Raising the speed limit to 110km on some sections of road could lead to more deaths and injuries, says the road safety charity, Brake.
The government has proposed a speed management guide, which would allow for the raising of speed limits on highways where there is a median barrier and at least two lanes on either side.
Head of Brake Caroline Perry said upping the speed limit was not the right way to make New Zealand’s roads safer.
“The faster you’re travelling, the greater your stopping distances, the less time you have to react to an unexpected hazard and the bigger the impact in the event of a crash,” she said.
“So increasing the speed limit could mean the difference between life and death.”
But explain Germany then. The government is only considering a 110 km/h limit on recently formed expressways that do not have any bendy bits, any bottle necks and are level and smooth.
…she did welcome part of the proposal which would give local authorities the power to lower the limit on certain roads.
“We’ve got a lot of rural roads out there that have 100km speed limit still as the default speed limit but actually the condition of those roads don’t match the speed limit.”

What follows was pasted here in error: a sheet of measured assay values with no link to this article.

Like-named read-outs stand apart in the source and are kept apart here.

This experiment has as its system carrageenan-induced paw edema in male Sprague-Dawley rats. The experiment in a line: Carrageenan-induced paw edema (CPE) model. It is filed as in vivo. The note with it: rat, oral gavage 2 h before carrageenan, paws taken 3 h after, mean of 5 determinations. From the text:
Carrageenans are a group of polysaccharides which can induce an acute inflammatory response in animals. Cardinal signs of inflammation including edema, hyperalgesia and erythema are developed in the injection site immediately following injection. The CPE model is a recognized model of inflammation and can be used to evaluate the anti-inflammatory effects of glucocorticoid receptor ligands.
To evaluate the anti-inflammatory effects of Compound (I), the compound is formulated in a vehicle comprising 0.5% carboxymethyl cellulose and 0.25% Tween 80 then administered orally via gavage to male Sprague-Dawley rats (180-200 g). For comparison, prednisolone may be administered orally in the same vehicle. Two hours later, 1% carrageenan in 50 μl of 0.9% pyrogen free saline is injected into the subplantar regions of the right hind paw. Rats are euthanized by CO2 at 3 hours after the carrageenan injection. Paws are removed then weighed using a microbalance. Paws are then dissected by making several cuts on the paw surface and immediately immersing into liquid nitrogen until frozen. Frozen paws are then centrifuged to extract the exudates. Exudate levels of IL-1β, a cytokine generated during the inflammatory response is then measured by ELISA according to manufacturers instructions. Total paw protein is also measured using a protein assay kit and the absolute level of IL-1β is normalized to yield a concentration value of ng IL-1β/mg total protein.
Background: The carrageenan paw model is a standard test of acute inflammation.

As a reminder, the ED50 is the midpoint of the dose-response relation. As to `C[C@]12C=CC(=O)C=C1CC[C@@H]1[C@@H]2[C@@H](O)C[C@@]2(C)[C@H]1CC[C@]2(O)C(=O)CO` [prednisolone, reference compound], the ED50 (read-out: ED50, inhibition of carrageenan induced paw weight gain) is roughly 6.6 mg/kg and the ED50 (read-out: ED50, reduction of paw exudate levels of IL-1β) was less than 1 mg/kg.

The Automobile Association, which is involved in the speed limit proposal, agrees that some limits are too high on some roads and need to come down.
But its spokesperson, Mike Noon, is fully supportive of increasing the limit on modern and well engineered roads.
He said the guide was about setting limits which were appropriate for the risks on each road.
As the road safety signs says “It’s not a target”. Just because one person was drunk, drugged, tired or distracted coming to a bad end on a rural road doesn’t mean everyone else has to suffer a reduced speed limit.
Stop farting around trying to save everyone from themselves. Sure, concentrate on hot spots by redesigning road layout, using signage or other control measures. But changing the speed limit is a very blunt tool. The last thing we want is having the speed limit change every 500m depending on which hazards exists or which local authority has their crusading knickers in a bunch.